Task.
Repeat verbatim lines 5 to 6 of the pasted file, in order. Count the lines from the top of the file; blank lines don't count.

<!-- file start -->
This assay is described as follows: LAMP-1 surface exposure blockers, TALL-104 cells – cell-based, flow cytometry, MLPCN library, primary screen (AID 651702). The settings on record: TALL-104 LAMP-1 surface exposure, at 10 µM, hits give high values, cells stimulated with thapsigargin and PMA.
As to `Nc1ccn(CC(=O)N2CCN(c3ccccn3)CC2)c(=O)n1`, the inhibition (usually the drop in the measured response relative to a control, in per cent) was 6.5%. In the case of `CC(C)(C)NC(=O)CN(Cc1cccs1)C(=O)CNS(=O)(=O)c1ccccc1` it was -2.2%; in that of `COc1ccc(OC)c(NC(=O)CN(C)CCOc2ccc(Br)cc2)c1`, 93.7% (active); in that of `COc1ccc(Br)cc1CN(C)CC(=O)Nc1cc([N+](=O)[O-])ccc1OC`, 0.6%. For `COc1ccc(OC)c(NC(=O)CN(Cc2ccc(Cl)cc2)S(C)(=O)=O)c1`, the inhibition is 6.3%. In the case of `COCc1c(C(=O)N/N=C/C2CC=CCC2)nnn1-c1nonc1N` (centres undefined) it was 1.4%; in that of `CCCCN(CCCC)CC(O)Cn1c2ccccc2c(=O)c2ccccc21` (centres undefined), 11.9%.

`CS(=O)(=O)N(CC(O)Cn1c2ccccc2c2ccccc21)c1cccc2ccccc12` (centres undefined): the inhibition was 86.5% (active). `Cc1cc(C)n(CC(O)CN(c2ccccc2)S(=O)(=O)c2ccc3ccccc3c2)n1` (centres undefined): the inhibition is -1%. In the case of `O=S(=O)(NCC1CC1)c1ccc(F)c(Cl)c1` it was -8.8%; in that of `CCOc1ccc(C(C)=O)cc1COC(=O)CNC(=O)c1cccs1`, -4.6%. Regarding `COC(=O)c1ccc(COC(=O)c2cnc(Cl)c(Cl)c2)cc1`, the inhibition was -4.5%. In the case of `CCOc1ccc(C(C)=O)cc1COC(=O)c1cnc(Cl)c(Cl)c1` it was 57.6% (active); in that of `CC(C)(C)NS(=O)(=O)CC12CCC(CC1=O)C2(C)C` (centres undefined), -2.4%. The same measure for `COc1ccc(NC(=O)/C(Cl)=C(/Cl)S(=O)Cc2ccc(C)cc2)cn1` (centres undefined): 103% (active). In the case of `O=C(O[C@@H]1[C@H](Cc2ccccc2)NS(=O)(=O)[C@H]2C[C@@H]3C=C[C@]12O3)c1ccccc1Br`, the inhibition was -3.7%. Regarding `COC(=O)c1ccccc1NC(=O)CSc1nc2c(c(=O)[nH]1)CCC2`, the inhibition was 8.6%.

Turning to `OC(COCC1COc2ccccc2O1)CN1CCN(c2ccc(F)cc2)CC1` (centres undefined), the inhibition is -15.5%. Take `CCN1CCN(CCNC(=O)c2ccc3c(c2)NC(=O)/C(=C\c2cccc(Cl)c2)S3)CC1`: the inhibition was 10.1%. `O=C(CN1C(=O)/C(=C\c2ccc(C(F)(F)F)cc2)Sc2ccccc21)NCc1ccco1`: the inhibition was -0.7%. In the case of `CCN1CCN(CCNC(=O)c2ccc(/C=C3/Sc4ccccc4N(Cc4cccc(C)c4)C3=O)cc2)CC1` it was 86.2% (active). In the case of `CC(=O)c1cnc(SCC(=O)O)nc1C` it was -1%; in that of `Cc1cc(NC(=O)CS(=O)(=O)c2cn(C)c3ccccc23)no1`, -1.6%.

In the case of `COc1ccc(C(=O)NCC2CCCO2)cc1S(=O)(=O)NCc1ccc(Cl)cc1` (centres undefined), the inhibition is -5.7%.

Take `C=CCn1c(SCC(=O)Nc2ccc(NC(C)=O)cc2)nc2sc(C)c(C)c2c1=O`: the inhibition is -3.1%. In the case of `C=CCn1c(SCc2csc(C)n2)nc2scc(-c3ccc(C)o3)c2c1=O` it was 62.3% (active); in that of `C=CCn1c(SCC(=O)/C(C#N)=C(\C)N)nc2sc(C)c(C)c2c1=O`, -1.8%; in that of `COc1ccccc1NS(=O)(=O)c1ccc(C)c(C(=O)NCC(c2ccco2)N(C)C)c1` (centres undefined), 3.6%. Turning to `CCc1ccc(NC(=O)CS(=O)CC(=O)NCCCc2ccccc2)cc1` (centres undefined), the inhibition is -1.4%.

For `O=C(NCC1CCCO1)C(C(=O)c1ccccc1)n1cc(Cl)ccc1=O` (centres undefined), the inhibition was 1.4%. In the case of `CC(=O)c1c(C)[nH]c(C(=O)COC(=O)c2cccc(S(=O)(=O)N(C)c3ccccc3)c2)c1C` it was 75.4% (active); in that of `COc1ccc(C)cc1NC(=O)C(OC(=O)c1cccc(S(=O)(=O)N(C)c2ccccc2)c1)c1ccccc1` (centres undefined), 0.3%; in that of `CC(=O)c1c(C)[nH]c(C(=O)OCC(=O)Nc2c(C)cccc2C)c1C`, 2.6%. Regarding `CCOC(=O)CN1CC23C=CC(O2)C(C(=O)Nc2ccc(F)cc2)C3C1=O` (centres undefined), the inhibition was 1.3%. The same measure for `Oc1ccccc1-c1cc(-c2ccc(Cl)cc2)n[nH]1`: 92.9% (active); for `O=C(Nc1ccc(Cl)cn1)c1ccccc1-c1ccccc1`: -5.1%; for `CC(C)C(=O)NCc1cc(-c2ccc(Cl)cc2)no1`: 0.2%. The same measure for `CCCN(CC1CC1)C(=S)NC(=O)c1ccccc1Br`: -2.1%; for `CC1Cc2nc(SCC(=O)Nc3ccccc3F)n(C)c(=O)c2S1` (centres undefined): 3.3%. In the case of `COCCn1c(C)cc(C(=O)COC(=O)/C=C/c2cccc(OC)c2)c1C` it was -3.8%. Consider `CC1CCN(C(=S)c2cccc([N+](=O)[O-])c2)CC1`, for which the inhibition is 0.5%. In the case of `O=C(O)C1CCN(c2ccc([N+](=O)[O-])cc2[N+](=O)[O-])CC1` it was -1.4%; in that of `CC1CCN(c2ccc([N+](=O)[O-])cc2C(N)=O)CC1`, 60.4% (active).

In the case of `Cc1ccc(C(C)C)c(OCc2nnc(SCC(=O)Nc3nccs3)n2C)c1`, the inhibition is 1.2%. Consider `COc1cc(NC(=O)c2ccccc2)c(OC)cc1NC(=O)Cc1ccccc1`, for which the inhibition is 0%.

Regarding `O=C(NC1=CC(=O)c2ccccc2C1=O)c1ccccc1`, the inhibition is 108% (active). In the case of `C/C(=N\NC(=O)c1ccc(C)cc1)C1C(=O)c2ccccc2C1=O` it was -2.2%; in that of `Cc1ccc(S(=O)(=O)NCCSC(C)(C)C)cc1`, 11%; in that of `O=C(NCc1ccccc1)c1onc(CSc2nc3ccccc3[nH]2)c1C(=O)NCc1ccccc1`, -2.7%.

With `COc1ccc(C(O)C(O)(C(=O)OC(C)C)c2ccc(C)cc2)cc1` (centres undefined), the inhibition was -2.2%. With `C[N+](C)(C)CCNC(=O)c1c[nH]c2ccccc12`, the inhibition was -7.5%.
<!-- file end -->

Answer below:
In the case of `COc1ccc(C(=O)NCC2CCCO2)cc1S(=O)(=O)NCc1ccc(Cl)cc1` (centres undefined), the inhibition is -5.7%.

Take `C=CCn1c(SCC(=O)Nc2ccc(NC(C)=O)cc2)nc2sc(C)c(C)c2c1=O`: the inhibition is -3.1%. In the case of `C=CCn1c(SCc2csc(C)n2)nc2scc(-c3ccc(C)o3)c2c1=O` it was 62.3% (active); in that of `C=CCn1c(SCC(=O)/C(C#N)=C(\C)N)nc2sc(C)c(C)c2c1=O`, -1.8%; in that of `COc1ccccc1NS(=O)(=O)c1ccc(C)c(C(=O)NCC(c2ccco2)N(C)C)c1` (centres undefined), 3.6%. Turning to `CCc1ccc(NC(=O)CS(=O)CC(=O)NCCCc2ccccc2)cc1` (centres undefined), the inhibition is -1.4%.